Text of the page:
Pvt. Bradley Manning made waves when he released the largest number of classified documents in American history to Wikileaks.
Then, after being sentenced to 35 years in prison, she captured everyone’s attention again after coming out as a transgender woman. Introducing herself as Chelsea Manning, she is fighting for her request to receive hormone therapy while incarcerated -- an ongoing battle for transgender prisoners across the country.
“We want to make sure that transgender prisoners have access to the appropriate medical care that they are entitled to, and there are too many systems that are not providing that care or are not knowledgeable about what that care should be,” said Amy Whelan, a senior staff attorney with the National Center for Lesbian Rights.
By estimation, transgender prisoners represent a very small percentage of the federal prison population and an official record is not available. However, in the last 2005 census of prisons 1 percent of prisoners’ genders was not identified. The Florida Department of Corrections said there are only seven in the Sunshine State.
No matter the number, the battle for fair medical treatment and protection from sexual assault is ongoing. Prisoners are entitled to medically necessary treatment and medication, treating anything from schizophrenia to diabetes, with some citing the Eighth Amendment as proof. Some, however, don’t feel that gender dysphoria or gender identity disorder (GID) is one of them.
“All prisoners are entitled to receive treatment that’s medically necessary, and this is treatment that's medically necessary, so I don’t feel like it’s special treatment. Just like a diabetic should receive the treatment that he requires to treat his disorder, so should someone receive it for gender identity disorder,” said Cassandra Capobianco, an attorney with Florida Institutional Legal Services (FILS).
Vanessa Adams was a transgender woman who had not transitioned and was diagnosed with GID by doctors at a prison in Missouri in 2005. She made at least 19 requests to be given hormone replacement therapy, all of which were denied because she was not undergoing therapy before she was incarcerated -- called a “freeze frame.” Adams attempted suicide multiple times and attempted to cut off her penis and testicles with a razor, causing her to be moved to multiple prisons across the country.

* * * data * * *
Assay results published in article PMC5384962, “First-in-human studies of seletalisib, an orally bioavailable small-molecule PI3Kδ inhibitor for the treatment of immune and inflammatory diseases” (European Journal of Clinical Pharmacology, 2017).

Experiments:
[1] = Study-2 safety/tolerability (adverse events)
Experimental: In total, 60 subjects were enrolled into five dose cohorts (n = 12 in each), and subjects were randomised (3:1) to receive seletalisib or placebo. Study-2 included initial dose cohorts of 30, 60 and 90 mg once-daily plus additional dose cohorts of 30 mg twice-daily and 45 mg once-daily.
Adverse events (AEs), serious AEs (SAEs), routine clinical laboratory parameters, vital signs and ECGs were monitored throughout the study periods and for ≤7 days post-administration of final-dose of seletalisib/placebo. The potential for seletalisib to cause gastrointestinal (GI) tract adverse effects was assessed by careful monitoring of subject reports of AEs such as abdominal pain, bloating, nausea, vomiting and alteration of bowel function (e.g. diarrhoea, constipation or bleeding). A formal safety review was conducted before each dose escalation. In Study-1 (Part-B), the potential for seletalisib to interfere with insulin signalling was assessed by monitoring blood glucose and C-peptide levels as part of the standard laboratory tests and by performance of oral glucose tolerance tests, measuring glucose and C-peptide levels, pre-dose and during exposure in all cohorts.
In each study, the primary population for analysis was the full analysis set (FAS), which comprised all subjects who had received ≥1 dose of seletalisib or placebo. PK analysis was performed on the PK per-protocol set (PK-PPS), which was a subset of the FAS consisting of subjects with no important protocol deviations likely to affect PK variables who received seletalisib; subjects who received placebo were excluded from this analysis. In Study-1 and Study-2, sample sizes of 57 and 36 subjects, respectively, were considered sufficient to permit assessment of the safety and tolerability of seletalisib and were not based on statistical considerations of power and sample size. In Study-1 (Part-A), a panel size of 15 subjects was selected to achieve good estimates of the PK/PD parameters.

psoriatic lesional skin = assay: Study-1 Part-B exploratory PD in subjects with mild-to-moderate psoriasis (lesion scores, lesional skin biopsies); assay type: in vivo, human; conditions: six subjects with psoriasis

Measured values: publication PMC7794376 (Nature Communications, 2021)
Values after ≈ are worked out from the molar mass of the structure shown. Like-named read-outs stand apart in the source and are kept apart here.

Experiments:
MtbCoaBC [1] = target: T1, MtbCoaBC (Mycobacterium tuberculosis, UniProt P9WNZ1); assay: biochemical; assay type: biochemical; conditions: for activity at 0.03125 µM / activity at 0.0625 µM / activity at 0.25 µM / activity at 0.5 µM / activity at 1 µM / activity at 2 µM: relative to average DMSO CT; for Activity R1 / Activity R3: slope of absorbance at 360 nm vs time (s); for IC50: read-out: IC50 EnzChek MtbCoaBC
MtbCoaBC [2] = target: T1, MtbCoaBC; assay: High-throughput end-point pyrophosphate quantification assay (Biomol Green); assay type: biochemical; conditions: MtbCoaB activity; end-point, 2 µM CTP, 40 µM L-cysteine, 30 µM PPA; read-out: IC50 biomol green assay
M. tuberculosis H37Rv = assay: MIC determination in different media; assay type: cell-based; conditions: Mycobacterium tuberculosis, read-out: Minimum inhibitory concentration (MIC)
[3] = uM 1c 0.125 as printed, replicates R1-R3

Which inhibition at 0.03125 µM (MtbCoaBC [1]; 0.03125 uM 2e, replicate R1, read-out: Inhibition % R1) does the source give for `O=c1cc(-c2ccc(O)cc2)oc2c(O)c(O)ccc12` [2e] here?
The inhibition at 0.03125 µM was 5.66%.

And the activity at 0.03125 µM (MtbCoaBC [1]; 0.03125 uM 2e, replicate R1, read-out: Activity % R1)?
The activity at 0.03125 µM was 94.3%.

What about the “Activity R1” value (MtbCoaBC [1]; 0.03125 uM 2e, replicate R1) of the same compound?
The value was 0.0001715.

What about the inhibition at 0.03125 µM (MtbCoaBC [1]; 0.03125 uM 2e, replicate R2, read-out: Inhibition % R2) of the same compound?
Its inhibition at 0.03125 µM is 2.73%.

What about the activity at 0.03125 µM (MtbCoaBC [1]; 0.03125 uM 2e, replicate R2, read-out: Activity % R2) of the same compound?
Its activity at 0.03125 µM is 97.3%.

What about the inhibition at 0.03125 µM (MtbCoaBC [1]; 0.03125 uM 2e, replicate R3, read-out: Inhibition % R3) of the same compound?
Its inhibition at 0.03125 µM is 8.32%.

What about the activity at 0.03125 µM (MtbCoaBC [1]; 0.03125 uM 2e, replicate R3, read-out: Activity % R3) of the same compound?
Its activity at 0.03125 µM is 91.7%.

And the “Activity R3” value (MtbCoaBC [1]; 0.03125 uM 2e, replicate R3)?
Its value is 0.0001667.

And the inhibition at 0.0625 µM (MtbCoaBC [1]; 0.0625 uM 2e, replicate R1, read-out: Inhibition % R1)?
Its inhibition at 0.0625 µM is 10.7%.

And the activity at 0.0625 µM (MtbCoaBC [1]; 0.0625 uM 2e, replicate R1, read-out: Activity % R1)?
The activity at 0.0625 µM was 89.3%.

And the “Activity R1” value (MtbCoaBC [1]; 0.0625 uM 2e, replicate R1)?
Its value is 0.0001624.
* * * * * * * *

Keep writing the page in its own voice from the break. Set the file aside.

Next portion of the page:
“No one knows what it is like to be in the wrong body,” she told a staff member who found her standing in a pool of blood.
While continuing her sentence at FFC Coleman in Florida, she finally managed to remove her penis.
“ are at the mercy of correctional physicians and staff to provide them with care, and when that care is not forthcoming, some prisoners with severe gender dysphoria become so desperate that they take these actions,” Whelan said.
Adams was sent for treatment in Massachusetts, where she continued her sentence. In 2009, she was represented by FILS and the National Center for Lesbian Rights and other groups and finally in 2011, the Bureau of Prisons dropped its freeze frame rules regarding hormone therapy. Now, each prisoner is evaluated individually.
Plus, estrogen and testosterone is not something prison pharmacies would have a problem getting their hands on.
“ really the only effective treatment for GID,” Capobianco said. “They prescribe hormones to other people with other disorders, including to sex offenders in the Bureau of Prisons… it is certainly something they can get and we know that because they prescribe it to people who had a prescription coming in, and they eventually prescribed it for Miss Adams.”
Another battle facing transgender prisoners is where they are housed. In Florida, prisoners are placed according to their physical gender, which is problematic to those who have not transitioned.
Non-heterosexual inmates are more likely to be assaulted in prison, but the dangers within prison walls is especially high for those who are transgender. In a study conducted of California prisons by the by the University of California Irvine in 2007, 59 percent reported being sexually assaulted while only 4 percent of randomly selected straight inmates could say the same. In the same study, 41.2 percent of transgender prisoners said what happened to them was rape -- compared to 2.2 percent for straight inmates.
Also, 70 percent of officers said they were not aware of the assaults against transgender inmates. Even worse, 64 percent of transgender victims who required medical treatment after the assault said they did not receive it.
Changes are being seen slowly across the country, though. At least four jails or prisons in Cook County in Illinois, Cumberland County in Maine, Washington, D.C. and Denver, Col. have extra provisions in place to accommodate transgender prisoners as much as they are entitled to.
“My hope is that prison systems will move toward treating gender identity disorder the same way that they treat schizophrenia or heart disease or any other disorder,” Capobianco said. “All prison systems should be providing evaluations and treatment for all of their transgender inmates regardless of what treatment the person received prior to incarceration or really any other factor. If they need it, then they should get it.”Christiana Lilly